Looks like Depend isn’t the only incontinence brand with a new advertising campaign.
SCA, global hygiene and forest products company, announced last week that they’re launching a new brand packaging for their TENA pads, making it easier for women with a leaky bladder to choose incontinence pads based on their lifestyle.
Tony Siragusa, former NFL player and host of DIY Network’s “Man Caves”, is telling men who experience a little leak here and there to “guard their manhood” with Depend Guards and Shields, Ad Age reports.
Siragusa is the official spokesman for Depend’s first-ever ad campaign, “Guard Your Manhood“, aimed at men who suffer from light bladder leakage, a condition that affects 23 million men, according to Kimberly-Clark Corp.
“I’m currently going through menopause and need protection from my leaking bladder. What options do I have?”
As women get older, their estrogen levels begin to decrease, which in turn, affects bladder control. Fortunately, there are various incontinence products available to help you stay dry during your menopausal years.
Do you leak urine while you cough or sneeze? You could be experiencing light bladder leakage, which affects one in three women. However, that’s no reason to let little leaks stop you from doing the things you love. Here are three ways to help you manage light bladder leakage. Read More
If you’re using period pads to protect against light bladder leakage (LBL), it’s time for a change. Poise explained why, using three tests that compared their ultra-thin pads with the leading period-only ultra-thin pads. Here are some of the results. Read More
“Recently, I’ve been leaking urine, which has led me to wear bladder pads! I’ve heard that women who had babies often have bladder problems, but I’ve never been pregnant before. What is wrong with me?” Read More
If you’re experiencing light bladder leakage or dribbling issues, you might want to consider wearing an incontinence pad for protection. Lightweight and discreet, these bladder control pads provide a sense of security if you start to leak and can’t get to a bathroom in time. They’re easy to use and replace because they have an adhesive backing that sticks onto your own underwear. Read More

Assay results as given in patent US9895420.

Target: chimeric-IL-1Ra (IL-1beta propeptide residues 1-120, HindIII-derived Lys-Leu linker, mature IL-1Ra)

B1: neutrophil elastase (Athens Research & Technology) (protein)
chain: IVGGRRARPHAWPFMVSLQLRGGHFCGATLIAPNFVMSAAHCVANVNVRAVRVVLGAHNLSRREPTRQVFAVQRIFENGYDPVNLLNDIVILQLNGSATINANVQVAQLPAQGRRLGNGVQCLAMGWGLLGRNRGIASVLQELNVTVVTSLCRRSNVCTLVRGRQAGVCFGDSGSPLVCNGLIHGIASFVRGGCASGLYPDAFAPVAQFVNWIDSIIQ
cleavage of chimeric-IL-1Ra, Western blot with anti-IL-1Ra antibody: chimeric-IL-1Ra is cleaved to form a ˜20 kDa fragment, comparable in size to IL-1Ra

Women are more likely to experience urinary incontinence (UI), prolapse, and fecal incontinence 20 years after one vaginal delivery compared to one caesarean section, according to new research published in a thesis from Sahlgrenska Academy at Gothenburg University in Sweden. Read More
“I am 6 months post-partum and just recently started running again. But whenever I do, I wet myself! I love to run, and I don’t want to give it up. What can I do to prevent this embarrassing condition?”
It looks like you’re experiencing exercise-induced incontinence, a form of stress incontinence. It means that urinary leakage occurs during any physical activity that puts pressure onto your abdomen.
For those who are attached to their iPhones and iPads, there’s a new free app designed to help you overcome urinary incontinence problems. Developed by Jeff Pepper, founder of Three Ten LLC, iDry allows users to log events, such as when they change an incontinence pad and how much urine was passed, and identify factors, such as exercises and diet changes, that may reduce incontinence symptoms. Read More
Of the 25 million American adults who experience urinary incontinence, 75-80 percent of those are women. Despite this high prevalence, the topic of bladder leakage is still hush-hush at the doctor’s office because women are often embarrassed to discuss the issue with their doctors. Read More
What and how much you drink matters when it comes to urinary incontinence.
Caffeinated drinks, such as coffee, tea, and soda, and acidic drinks, like citrus juice, can irritate your bladder and cause you to produce more urine. Alcoholic beverages also act as a diuretic and can quickly stimulate your bladder.